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Top Story

2003 Congressional Workshop Among the Best This Year

The St. Louis AgriBusiness Club’s bi-annual Congressional Workshop has built a reputation for being among the best of the agricultural literacy events held for the purpose of informing legislators and their aides on the importance and workings of U.S. agriculture. The three-day 2003 workshop, held August 18-20, was also among the largest in the country during the year.

Sixteen staffers for congressional representatives and senators from Louisiana to California, as well as local congressional leaders, attended.

The event was designed to provide congressional leaders with a first-hand perspective of issues facing agriculture in the St. Louis area and the critical relationship that exists among the various business interests serving the agriculture industry.

An informative and enjoyable portion of the workshop included a tour of the Melvin Price Lock and Dam, followed by a barge cruise down the Mississippi River from Alton to the St. Louis riverfront. Staffers heard from a variety of individuals advocating federal support for river industry improvements and the corresponding importance to agribusiness.

Workshop attendees also toured an area farm and visited the cutting edge Donald Danforth Plant Science Center.

St. Louis AgriBusiness Club members recognize the tremendous importance of the event and its role in informing legislators about agriculture. The Congressional Workshop is made possible only through the financial commitment of Club members and others in the St. Louis agricultural community. We extend our appreciation to the sponsors :

STAR ($5,000+)
Missouri Botanical Gardens

GOLD ($2,000 - $4,999)
Nestle Purina
Bunge Corporation
Land O’Lakes
National Corn Growers Association
National Oilseed Processors Association
Carpenters District Council
River Coalition
(Alter Barge Line, Archer Daniels Midland Co., Bunge North America,
Cargo Carriers, Ceres Consulting LLC, Eagle Marine Industries, Economy River Systems, J. Russell Flowers Inc., Jersey County Grain Company, Madison Coal & Supply, MEMCO Barge Line, Olympic Marine Company, Riverland Resources Inc, Robert B. Miller & Associates Inc., SCF Marine Inc., Seneca Transportation LLC, Stephen and Julie Sheridan, TECO Barge Line, Tennessee Valley Towing Inc., Ursa Farmers Cooperative, Waterways Journal)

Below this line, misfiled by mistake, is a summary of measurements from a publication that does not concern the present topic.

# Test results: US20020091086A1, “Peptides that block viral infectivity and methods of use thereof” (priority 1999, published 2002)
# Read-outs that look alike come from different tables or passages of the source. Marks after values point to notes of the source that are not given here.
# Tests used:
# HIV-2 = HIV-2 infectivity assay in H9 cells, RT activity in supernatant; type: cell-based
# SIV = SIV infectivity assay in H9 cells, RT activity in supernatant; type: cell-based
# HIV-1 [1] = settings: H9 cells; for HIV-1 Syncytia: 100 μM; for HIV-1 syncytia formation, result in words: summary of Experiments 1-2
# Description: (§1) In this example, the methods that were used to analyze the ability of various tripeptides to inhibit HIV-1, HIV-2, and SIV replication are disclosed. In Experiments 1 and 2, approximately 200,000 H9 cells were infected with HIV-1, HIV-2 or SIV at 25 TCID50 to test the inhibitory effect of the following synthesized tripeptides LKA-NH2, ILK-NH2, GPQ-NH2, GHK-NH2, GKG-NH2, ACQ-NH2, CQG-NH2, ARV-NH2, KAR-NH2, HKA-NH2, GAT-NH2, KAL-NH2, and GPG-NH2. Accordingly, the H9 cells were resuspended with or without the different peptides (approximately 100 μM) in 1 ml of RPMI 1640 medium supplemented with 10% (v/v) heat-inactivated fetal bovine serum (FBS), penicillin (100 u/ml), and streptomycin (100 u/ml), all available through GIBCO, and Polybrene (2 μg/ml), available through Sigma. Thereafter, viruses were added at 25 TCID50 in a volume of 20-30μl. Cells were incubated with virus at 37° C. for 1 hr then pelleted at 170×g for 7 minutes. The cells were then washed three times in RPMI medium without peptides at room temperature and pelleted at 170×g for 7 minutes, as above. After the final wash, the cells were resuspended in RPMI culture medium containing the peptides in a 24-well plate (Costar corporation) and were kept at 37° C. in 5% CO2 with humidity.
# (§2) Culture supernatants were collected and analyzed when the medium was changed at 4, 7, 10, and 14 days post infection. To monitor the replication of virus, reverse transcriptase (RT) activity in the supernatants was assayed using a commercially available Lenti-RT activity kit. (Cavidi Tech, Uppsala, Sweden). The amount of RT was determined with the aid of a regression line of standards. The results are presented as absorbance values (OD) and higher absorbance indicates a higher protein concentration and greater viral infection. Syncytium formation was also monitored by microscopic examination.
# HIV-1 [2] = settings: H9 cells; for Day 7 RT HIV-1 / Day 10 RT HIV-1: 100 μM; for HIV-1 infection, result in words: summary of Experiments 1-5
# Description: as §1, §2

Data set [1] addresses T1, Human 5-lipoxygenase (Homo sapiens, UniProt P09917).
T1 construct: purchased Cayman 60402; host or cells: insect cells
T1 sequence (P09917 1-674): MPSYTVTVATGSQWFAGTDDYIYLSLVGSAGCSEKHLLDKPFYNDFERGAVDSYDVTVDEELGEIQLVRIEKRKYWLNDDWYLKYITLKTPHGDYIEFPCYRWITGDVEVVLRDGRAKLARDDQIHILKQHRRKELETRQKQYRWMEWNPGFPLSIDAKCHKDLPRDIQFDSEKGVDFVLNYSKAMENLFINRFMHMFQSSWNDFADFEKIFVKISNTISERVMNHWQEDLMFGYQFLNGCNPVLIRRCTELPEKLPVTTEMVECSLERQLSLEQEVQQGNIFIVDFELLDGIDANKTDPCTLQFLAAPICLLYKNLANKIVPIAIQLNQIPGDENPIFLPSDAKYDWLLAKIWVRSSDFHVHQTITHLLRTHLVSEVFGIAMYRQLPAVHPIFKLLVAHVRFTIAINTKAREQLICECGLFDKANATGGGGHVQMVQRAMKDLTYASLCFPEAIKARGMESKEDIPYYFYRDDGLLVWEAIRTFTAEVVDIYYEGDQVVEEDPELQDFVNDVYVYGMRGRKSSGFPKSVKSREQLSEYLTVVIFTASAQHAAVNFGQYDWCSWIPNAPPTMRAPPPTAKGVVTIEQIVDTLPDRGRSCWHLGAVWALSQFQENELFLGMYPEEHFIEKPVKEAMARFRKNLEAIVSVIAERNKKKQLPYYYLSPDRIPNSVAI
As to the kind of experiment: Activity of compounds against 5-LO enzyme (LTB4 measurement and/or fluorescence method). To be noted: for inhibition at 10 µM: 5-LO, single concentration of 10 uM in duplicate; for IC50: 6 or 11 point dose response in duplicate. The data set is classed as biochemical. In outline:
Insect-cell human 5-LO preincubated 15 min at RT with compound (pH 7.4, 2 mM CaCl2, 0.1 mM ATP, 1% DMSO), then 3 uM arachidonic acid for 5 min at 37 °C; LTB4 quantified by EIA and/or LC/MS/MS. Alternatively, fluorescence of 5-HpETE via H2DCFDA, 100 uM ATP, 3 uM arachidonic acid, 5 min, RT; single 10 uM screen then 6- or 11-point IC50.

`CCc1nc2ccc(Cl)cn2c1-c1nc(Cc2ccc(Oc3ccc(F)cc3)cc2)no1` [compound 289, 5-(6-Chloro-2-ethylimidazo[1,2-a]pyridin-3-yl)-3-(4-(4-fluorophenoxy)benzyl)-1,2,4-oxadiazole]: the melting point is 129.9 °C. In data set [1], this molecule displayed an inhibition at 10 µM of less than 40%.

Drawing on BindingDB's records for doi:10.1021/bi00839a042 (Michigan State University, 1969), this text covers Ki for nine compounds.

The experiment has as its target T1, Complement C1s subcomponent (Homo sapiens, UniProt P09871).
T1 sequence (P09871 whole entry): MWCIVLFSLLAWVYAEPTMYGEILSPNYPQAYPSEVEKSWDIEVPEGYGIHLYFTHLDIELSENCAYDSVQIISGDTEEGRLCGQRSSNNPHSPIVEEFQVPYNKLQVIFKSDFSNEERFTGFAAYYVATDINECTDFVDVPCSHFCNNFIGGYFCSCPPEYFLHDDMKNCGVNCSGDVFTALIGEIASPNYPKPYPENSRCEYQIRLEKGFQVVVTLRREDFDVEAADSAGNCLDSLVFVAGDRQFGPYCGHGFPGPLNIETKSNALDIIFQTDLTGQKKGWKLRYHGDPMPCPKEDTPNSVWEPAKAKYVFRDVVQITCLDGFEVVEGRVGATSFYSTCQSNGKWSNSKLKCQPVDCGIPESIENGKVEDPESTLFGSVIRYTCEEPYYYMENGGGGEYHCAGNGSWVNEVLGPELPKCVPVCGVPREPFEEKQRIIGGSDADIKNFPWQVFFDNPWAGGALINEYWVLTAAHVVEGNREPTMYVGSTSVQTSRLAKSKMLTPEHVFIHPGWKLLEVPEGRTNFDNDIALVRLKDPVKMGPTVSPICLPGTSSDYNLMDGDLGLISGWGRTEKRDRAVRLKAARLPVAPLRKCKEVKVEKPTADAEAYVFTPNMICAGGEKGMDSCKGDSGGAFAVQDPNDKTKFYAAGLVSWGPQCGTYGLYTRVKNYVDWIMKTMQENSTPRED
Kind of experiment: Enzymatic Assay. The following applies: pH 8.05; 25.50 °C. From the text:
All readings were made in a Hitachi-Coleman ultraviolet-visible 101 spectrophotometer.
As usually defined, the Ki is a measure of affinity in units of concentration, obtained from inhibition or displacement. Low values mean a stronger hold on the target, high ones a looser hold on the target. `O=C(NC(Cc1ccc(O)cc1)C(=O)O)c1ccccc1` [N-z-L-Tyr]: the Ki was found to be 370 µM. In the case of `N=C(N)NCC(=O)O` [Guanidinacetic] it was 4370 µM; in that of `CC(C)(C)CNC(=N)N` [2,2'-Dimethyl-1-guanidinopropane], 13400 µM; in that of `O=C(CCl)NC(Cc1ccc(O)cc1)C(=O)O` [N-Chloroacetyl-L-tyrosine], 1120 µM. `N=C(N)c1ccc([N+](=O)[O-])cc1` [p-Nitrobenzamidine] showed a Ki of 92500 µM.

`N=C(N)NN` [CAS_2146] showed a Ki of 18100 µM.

Sikeston Standard-Democrat

SILVER ($1,000 - $1,999)
Cargill – AgHorizons
National Grain Trade Council
North American Millers’ Association

BRONZE (up to $999)
MissouriFarm Bureau/Missouri Pork Producers Association
Mon-Clair Corn Growers Association
Osborn & Barr Communications
Busch Agricultural Resources
BiState Development Agency
American Waterways Operators
MARC-IV Consulting
Missouri Soybean Association


In the News...

Bond Secures Funds for National Soybean Research Center

December 11, 2003

U.S. Senator Christopher “Kit” Bond officially announced that he secured $900,000 for a National Center for Soybean Technology to be located at the University of Missouri-Columbia. The funding was included as part of the fiscal year 2004 Omnibus Appropriations Act.

“This is huge,” said Dale Ludwig, Missouri Soybean Association executive director/ CEO. “Ultimately, this center will create more business in the state of Missouri, delivering additional jobs and tax revenue. We could not be more pleased with Senator Bond’s leadership. In fact, I can’t think of anyone who has done more to push this technological revolution forward.”

The funding for the National Center for Soybean Technology will be used to accelerate groundbreaking soybean genomics science already taking place at the University
of Missouri-Columbia.

The FY 2004 Omnibus Appropriations Act has passed the House of Representatives, but still awaits final approval before the full Senate.


Agriculture remains the ‘steady driver’ in Illinois economy

December 1, 2003
reprinted from Belleville News-Democrat

Curt Deedrich fixes his tractor on weekends. He calculates the seed and fertilizer needs for his 1,000-acre farm in Champaign County late at night.

Most days, he dresses in a shirt and tie and heads for his other job in Urbana to provide his family with health insurance and to help make ends meet.

“I’ve become a very good juggler,” Deedrich said.

His is one of hundreds of Illinois farm families that have made similar adjustments. Such struggles notwithstanding, agriculture continues to be a mainstay of the state’s economy.